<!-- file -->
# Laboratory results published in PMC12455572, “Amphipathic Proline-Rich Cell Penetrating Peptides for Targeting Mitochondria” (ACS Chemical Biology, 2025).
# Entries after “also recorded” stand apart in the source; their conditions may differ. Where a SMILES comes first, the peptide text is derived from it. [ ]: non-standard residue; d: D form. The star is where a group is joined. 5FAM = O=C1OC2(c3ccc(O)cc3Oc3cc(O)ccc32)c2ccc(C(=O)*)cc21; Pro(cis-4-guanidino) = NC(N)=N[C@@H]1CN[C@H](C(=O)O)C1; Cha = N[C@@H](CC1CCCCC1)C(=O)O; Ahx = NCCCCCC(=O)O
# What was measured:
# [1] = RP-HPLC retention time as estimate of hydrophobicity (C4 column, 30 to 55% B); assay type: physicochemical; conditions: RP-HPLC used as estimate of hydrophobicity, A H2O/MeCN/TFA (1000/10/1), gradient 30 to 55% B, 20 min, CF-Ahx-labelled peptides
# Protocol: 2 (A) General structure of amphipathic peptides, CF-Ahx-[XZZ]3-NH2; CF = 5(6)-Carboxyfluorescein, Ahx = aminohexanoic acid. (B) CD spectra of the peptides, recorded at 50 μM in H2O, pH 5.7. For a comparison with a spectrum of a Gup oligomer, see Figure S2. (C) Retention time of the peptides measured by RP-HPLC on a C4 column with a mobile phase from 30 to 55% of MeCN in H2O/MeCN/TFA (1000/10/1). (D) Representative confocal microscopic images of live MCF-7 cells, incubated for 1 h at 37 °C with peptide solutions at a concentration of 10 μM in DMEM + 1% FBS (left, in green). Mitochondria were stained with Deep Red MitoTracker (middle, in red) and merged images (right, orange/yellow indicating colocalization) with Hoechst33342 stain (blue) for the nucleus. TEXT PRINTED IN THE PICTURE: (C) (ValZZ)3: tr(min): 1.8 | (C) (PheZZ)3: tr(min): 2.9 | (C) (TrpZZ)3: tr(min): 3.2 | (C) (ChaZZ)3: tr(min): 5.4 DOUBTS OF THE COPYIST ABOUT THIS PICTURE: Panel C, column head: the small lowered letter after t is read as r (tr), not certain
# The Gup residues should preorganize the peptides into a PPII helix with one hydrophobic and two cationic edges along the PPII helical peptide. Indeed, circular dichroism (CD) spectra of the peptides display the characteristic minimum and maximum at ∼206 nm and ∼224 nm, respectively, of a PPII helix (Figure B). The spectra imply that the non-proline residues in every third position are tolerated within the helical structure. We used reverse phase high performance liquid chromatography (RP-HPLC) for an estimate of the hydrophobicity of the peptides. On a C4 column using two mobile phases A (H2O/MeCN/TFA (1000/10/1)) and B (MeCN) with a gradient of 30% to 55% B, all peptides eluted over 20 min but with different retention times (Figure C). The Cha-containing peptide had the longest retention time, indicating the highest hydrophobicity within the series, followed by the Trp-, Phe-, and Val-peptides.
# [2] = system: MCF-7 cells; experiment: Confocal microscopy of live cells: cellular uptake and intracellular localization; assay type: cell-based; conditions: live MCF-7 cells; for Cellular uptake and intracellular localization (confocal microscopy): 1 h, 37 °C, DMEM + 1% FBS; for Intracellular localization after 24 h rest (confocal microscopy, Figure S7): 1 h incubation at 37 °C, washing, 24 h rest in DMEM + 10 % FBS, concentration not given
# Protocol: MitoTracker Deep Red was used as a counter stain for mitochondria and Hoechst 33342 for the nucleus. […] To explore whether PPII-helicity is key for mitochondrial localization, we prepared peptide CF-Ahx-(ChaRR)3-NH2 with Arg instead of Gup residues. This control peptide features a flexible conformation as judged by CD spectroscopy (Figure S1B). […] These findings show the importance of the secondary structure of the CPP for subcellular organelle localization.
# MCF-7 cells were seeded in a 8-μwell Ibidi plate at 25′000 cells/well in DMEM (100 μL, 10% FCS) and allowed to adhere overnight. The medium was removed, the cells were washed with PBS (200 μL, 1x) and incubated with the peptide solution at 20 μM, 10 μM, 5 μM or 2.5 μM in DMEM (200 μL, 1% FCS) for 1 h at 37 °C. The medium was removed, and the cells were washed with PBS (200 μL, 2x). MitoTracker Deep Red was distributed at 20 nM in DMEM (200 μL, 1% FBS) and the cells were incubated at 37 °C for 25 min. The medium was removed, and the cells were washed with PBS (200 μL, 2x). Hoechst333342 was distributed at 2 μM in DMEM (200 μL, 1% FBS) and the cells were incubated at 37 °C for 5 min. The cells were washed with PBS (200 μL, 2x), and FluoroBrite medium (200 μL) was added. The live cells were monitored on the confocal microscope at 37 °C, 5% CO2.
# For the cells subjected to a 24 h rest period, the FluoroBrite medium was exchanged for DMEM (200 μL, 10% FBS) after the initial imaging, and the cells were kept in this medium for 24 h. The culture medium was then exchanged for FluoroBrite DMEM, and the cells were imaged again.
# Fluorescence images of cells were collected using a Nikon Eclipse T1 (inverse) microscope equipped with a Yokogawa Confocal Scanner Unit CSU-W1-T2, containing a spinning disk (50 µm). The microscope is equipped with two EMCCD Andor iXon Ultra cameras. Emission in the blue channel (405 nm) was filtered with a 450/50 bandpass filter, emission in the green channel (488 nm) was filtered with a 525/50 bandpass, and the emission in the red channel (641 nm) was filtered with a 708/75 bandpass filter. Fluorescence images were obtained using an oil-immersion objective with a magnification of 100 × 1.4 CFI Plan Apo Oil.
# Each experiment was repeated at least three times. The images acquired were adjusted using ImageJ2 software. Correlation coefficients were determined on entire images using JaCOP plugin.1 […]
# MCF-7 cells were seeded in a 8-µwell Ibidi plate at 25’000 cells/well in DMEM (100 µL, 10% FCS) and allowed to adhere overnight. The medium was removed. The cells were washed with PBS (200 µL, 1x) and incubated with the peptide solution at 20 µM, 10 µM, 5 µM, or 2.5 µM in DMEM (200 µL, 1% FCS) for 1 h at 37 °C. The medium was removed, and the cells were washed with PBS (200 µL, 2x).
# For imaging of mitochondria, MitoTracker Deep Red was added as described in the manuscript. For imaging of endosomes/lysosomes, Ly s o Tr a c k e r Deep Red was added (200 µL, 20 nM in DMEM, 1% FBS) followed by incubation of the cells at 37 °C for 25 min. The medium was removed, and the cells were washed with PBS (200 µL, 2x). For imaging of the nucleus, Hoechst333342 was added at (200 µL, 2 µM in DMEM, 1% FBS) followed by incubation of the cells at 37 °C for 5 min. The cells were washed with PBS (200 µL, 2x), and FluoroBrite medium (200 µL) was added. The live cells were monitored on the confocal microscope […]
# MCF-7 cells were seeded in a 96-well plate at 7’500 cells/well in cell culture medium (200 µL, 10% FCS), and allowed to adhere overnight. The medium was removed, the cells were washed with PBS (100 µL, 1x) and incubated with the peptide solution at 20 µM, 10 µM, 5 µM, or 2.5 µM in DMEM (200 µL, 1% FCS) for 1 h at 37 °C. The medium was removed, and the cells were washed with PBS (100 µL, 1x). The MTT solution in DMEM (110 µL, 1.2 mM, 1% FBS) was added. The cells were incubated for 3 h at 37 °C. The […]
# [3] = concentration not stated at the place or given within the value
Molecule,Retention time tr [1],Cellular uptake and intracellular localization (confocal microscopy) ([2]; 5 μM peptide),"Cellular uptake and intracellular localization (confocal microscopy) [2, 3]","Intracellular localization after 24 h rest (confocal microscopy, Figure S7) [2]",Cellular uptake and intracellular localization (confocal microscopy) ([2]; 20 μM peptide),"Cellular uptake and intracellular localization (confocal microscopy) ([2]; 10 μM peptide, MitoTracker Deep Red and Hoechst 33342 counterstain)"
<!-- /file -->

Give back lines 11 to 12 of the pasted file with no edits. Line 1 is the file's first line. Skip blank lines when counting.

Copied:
# Fluorescence images of cells were collected using a Nikon Eclipse T1 (inverse) microscope equipped with a Yokogawa Confocal Scanner Unit CSU-W1-T2, containing a spinning disk (50 µm). The microscope is equipped with two EMCCD Andor iXon Ultra cameras. Emission in the blue channel (405 nm) was filtered with a 450/50 bandpass filter, emission in the green channel (488 nm) was filtered with a 525/50 bandpass, and the emission in the red channel (641 nm) was filtered with a 708/75 bandpass filter. Fluorescence images were obtained using an oil-immersion objective with a magnification of 100 × 1.4 CFI Plan Apo Oil.
# Each experiment was repeated at least three times. The images acquired were adjusted using ImageJ2 software. Correlation coefficients were determined on entire images using JaCOP plugin.1 […]